Equipped with two Morse tapers, it is heavier than most other mini lathes but this also means it handles vibrations better. It also features a 24-position index head, allowing you to create detailed designs on wood with ease. The RIKON Power Tools 70-105 has a turning capacity or swing of 12” diameter and 20” between centers.
- Solidly built, featuring a headstock, tailstock, and bed made of cast iron
- 6 variable speeds available
- Best for turning short stocks and bowls
- Good for both beginners and professionals
- Has a 5-year warranty
- Quite expensive
- Center to center distance is quite short
- Lowest speed available may not be enough for some
- Only comes with basic features despite its high price tag
If you need to upgrade your basic table-top lathe, consider the popular Jet JWL-1015. Its price may be a turn-off for beginners and casual users but it may be justified because this is tailored more to experienced users that need advanced features, such as better speed control.
In fact, this speed control feature is its main selling point, offering both discrete control and continuous control options. Continuous control means the spindle can be set to a certain speed between 60 to 3600 RPM, while the discrete control allows you to choose between a fixed speed, namely 430, 810, 1230, 1810, 2670, or 3900 RPM.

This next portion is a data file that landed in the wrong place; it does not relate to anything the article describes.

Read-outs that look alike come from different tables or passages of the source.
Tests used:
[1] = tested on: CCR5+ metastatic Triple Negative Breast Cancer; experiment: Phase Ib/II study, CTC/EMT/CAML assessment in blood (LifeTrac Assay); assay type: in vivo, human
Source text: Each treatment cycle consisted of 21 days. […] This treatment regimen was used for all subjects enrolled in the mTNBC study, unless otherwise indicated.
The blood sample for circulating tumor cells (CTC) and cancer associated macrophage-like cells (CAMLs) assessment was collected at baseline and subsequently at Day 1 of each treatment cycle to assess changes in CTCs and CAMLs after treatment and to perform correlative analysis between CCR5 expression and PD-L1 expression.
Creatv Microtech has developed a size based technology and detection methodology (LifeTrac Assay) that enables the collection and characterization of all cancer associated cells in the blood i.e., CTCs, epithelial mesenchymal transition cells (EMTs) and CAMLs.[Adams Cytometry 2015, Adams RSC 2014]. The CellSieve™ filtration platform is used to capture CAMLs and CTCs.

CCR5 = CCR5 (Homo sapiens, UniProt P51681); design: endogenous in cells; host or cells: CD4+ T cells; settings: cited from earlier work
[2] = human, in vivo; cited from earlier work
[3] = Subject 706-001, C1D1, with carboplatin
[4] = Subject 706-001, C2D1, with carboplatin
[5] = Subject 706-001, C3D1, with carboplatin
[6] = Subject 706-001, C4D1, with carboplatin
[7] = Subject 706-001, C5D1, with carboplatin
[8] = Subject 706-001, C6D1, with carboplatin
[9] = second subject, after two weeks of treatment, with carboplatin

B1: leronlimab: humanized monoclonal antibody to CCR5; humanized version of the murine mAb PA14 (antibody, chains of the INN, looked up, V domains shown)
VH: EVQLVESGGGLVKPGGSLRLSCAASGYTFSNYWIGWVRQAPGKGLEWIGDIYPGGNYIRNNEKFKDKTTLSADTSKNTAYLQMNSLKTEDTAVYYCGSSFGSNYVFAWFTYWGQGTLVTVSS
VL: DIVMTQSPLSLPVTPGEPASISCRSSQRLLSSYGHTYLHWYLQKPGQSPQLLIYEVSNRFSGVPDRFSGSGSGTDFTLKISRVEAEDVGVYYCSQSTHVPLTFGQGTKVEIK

Unfortunately, the Jet JWL-1015 only comes with a standard tension belt that requires readjustment whenever you need to change speeds. Also, it does not have a reverse mode.
- Comes with a digital screen to monitor RPM
- Offers different speed control options
- Good for small and medium projects, including turning bowls
- Not ideal for large projects
- No reverse mode
- Tension belt must be adjusted together with speed changes
- While it can be used by beginners, it is more suited for experienced woodworkers
On a limited budget? The WEN 3420 may be just for you, especially if you don’t need fancy features. It is beginner-friendly and comes with a simple interface that promotes ease-of-use for anyone. The 5-inch faceplate installed means you can easily craft small objects like cups and bowls, while its lever clamping system allows you to easily adjust the tailstock and tool rest.